Maine's Muslim Families Celebrate Ramadan with Fasting and Prayer

Jul 16, 2015

PORTLAND, Maine - Ramadan is the holy month observed by Muslims around the world. And in countries where Muslims are a majority, work days are shortened during the month to accommodate the time spent praying and sharing festive meals to mark the end the daily dawn-to-dusk fast.

During this period of spiritual reflection, which ends this weekend, different families observe Ramadan in different ways.

I'm with Deqa Dhalac at the Hannaford grocery store near the Maine Mall. She's walking up and down the aisles, filling a shopping cart with a few items to round out her evening meal. Dhalac is a Human Services Counselor for Refugee Services for the city of Portland and she's just finished her work day. But her next meal won't be for another four hours, after sunset.

"So I'm buying a lime," she says, "because there is a certain dessert, sweets that we use for that, particularly for Ramadan. It's papaya with banana and sugar and lime. So, I run out of limes, so I need those. So, it's a good price - three for $1 - you can't beat that."

Dhalac says she buys lots of dates and meat for traditional Somali food at halal markets. But she also buys pizza dough and some items you might not expect during the observance of Ramadan.
 

Deqa Dhalac, second from left, with her three children, left to right, Mahad Farah, 15, Saeed Farah, 22, and Saharla Farah, 14, in their South Portland home during Ramadan.
Credit Caroline Losneck

Fasting during Ramadan is one of the five pillars of Islam, along with the Muslim declaration of faith, daily prayer, charity and performing the Hajj pilgrimage to Mecca. Followers of Islam don't fast the entire day. There is a super-early pre-dawn meal called a "suhoor" and a break of the fast after sunset each day with a meal known as "iftar." Iftar is often shared with family and friends.

About 10,000 adults- fewer than 1 percent of the people in Maine - are Muslim, according to a 2014 survey by the Pew Research Center for Religion and Public Life. Many people regularly attend a mosque, but the Dhalac family does not. They observe Ramadan at home.

"So full of chicken sandwiches for the kids in case they want that, this is the sambusa, already ready and frozen," Dhalac says. "All I have to do is put it out the day we're going to be eating."

Back home, Dhalac unpacks her grocery items and is greeted by her three kids. Mahad Farah is the middle son. He's 15 years old and out of school for the summer. He stays active during Ramadan.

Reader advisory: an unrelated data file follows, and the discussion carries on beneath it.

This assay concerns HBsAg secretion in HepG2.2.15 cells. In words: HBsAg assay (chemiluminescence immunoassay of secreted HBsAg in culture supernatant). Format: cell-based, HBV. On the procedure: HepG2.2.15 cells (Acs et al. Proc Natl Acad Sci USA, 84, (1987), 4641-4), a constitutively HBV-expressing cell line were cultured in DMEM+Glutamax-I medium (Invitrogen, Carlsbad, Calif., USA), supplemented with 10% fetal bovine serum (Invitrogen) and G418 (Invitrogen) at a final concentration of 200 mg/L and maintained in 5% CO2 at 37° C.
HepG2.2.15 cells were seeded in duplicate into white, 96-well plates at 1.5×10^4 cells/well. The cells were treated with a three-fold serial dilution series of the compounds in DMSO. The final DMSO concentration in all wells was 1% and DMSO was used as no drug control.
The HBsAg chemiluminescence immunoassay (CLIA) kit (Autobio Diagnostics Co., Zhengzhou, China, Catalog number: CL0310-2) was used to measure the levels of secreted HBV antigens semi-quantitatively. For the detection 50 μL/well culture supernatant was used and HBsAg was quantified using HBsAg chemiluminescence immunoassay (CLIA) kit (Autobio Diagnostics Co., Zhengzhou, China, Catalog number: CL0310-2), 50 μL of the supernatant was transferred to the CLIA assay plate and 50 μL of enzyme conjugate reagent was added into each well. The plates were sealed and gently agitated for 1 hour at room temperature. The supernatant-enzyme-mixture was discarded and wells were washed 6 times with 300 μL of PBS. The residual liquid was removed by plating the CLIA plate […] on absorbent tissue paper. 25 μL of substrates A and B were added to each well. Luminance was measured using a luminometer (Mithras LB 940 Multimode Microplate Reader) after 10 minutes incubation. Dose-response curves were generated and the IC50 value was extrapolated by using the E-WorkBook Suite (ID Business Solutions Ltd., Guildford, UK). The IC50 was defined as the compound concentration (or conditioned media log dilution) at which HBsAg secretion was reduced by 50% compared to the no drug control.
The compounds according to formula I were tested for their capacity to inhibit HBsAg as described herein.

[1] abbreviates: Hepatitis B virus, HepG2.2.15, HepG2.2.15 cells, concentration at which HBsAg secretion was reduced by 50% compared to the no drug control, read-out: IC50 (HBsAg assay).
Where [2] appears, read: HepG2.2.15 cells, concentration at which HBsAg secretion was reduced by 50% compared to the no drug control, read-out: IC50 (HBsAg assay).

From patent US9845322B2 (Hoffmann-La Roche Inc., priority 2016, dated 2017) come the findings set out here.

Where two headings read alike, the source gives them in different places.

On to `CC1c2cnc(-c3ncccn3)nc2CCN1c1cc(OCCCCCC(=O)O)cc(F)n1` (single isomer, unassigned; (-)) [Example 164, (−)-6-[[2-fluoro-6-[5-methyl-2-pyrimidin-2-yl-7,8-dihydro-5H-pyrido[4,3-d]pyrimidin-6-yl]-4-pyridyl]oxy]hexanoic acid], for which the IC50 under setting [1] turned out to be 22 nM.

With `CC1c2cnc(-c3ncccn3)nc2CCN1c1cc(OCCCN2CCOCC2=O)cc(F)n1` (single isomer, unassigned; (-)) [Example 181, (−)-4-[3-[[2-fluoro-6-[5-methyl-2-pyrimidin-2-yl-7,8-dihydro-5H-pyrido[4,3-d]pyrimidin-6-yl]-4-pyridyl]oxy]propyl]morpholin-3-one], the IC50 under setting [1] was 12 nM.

"For me, like, I don't want to just sit home and just do nothing the whole day," he says. "Like, I just want to kill time by going outside the house, maybe playing basketball with my friends. So, that's how I see it."

He’s also getting ready for a trip. "I'm going to visit my dad in Atlanta, so I'm going to be traveling. I won't be fasting tomorrow, so I'm going to have to make up the day."

He says can make up the days when he's not fasting after Ramadan. But the holy month is more than just fasting, says his mom, Deca Dhalac. "It's a lot of things, it's not only one thing. And people just have that stuck in their head. It's to do charity, it’s to be humble, to be thankful. You know, all of the goodness of the month. And prayer and prayer and prayer."

"I think it's more of, like, a connection thing," says 14-year-old Saharla Farah, the youngest member of the family. "It's, like, a disconnection from food and drink building a better connection between you and your God, kind of.

Saharla Farah's older brother, Saeed Farah, 22, is a University of Southern Maine theater major. He recalls a time a few years ago when he volunteered at the Preble Street Resource Center during his Ramadan fast.

"I just kept it to myself, you know," he says. "But it was good for the other people to get their food, you know, being taken care of."

The traditions that Deqa Dhalac and her kids - who were born in the United States - follow now are similar to, and yet still a bit different from, the ones she followed growing up in Somalia.

"In Somalia, people are all up all night, you know, talking and eating and chitchatting, you know. There are gatherings, family gatherings, neighbors, and gift bags. And here, you don't have that luxury. You have to work. You have to get up early in the morning, so you can't hang out all night."

There are other differences, too. "Well, yeah, such as the prayer - you know, the calling for the prayer," Dhalac says. "Here, you don't hear that, so we have it in our smart phones."

That’s the app Dhalac has on her cell phone that calls her family to prayer five times a day during Ramadan. It also plays the Qur'an. She says it’s common now, but that she couldn't have imagined using her smartphone for Ramadan when she was a kid.

But this brings the observance and prayer practice in sync with her family’s modern technology habits, says Saharla Farah. "A lot of people think that if you’re part of this religion you have to do this. It’s a choice and you gain a lot of knowledge out of that choice."

The end of Ramadan is marked by Eid ul Fitr, a large three-day celebration that starts as soon as the new moon is visible. As part of Eid, Muslims celebrate by putting on their best clothing, attending large gatherings, giving gifts, spending time with their families, and having a large meal during the day.

Whenever Eid falls, Dhalac’s family is ready.

Editor's note: This year, Ahmed Abdiahman, religious and social coordinator at the Maine Muslim Community Center in Portland, says that the Eid celebration will be at 9 a.m. at the Portland Expo if it is on Friday, and at the Fitzpatrick Stadium in Portland if it falls on Saturday.